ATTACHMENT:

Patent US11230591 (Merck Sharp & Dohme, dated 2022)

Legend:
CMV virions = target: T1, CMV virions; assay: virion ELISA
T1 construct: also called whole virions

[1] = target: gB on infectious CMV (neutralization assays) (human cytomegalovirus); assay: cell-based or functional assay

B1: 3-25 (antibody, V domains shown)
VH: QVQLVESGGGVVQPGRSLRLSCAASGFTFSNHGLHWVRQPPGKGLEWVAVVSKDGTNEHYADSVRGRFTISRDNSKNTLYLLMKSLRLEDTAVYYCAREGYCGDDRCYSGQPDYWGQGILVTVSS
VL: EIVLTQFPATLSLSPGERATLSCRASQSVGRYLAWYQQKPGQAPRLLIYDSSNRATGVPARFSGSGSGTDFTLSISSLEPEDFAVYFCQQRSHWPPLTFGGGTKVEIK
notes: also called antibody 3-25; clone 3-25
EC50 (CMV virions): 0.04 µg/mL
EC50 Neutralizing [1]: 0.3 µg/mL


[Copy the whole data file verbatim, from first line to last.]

Patent US11230591 (Merck Sharp & Dohme, dated 2022)

Legend:
CMV virions = target: T1, CMV virions; assay: virion ELISA
T1 construct: also called whole virions

[1] = target: gB on infectious CMV (neutralization assays) (human cytomegalovirus); assay: cell-based or functional assay

B1: 3-25 (antibody, V domains shown)
VH: QVQLVESGGGVVQPGRSLRLSCAASGFTFSNHGLHWVRQPPGKGLEWVAVVSKDGTNEHYADSVRGRFTISRDNSKNTLYLLMKSLRLEDTAVYYCAREGYCGDDRCYSGQPDYWGQGILVTVSS
VL: EIVLTQFPATLSLSPGERATLSCRASQSVGRYLAWYQQKPGQAPRLLIYDSSNRATGVPARFSGSGSGTDFTLSISSLEPEDFAVYFCQQRSHWPPLTFGGGTKVEIK
notes: also called antibody 3-25; clone 3-25
EC50 (CMV virions): 0.04 µg/mL
EC50 Neutralizing [1]: 0.3 µg/mL